Leaders share a clear vision for all pupils to access an ambitious curriculum. They have carefully identified the knowledge that they want pupils to learn.

Leaders ensure that curriculum thinking considers the work that pupils completed prior to attending the school and extends into the sixth form. At key stage 4, the curriculum is broad and ambitious. However, leaders recognise that not enough pupils gain qualifications in the English Baccalaureate.

Leaders are working hard to address this by increasing the number of pupils who study a modern foreign language.

There is a strong emphasis on literacy and reading. Leaders have identified ambitious texts for all pupils to read at the school.

Leaders ensure that pupils who need extra support with reading are identified and supported quickly and effectively.

Pupils with special educational needs and/or disabilities (SEND) are typically well supported to learn the curriculum. They benefit from learning the ambitious curriculum alongside their peers in class.

In some subjects, for example mathematics, adaptations to the curriculum enable pupils with SEND to learn well. However, in some other subjects, for example English and science, work is not always sufficiently adapted. Consequently, in some lessons pupils are not challenged to achieve their best possible outcomes.

A small number of pupils with SEND, taught in the school's additional resourced provision, benefit from individualised support and specialist teaching. Here, staff are experts in teaching pupils with autism spectrum disorder.The curriculum is much improved.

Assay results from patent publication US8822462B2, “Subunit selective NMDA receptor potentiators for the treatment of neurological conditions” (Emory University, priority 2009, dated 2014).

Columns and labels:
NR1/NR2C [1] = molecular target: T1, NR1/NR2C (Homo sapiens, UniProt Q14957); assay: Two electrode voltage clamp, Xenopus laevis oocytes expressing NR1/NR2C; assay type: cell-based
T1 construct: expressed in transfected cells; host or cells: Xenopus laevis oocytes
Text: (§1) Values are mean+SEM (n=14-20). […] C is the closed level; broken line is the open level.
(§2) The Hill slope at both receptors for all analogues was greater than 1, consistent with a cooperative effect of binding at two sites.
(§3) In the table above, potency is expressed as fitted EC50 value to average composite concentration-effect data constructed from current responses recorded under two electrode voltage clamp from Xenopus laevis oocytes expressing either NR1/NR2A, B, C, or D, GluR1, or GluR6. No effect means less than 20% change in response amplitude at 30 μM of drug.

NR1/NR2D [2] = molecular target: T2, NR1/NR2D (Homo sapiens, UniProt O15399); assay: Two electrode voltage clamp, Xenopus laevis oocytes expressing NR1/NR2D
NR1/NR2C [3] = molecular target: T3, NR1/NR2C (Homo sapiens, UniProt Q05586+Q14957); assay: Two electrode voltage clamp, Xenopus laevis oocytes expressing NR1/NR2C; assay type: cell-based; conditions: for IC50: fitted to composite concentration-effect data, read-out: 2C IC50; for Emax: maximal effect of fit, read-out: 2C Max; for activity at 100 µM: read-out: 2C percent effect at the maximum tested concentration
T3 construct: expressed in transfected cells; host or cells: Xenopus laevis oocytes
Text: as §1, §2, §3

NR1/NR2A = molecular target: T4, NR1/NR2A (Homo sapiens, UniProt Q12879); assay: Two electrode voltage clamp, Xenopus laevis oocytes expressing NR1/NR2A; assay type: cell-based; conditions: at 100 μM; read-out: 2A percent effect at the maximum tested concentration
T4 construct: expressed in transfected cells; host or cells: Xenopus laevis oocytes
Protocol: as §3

Leaders and staff have diligently ensured that work is carefully sequenced. The recently developed 'leadership guides' and 'learning cycles' help staff and pupils understand where they are in the sequence of their learning. Many teachers use assessment effectively.

They regularly check for pupils' understanding in lessons. Staff use this information to help inform their teaching and help pupils catch up quickly where they need to.

Some staff effectively adapt their teaching to help pupils to learn well.

However, this is inconsistent. Some pupils are not sufficiently challenged, while others, including those with SEND, do not have their needs met. To address this, leaders have prioritised individualised support for teachers to help them meet the needs of all pupils in their class.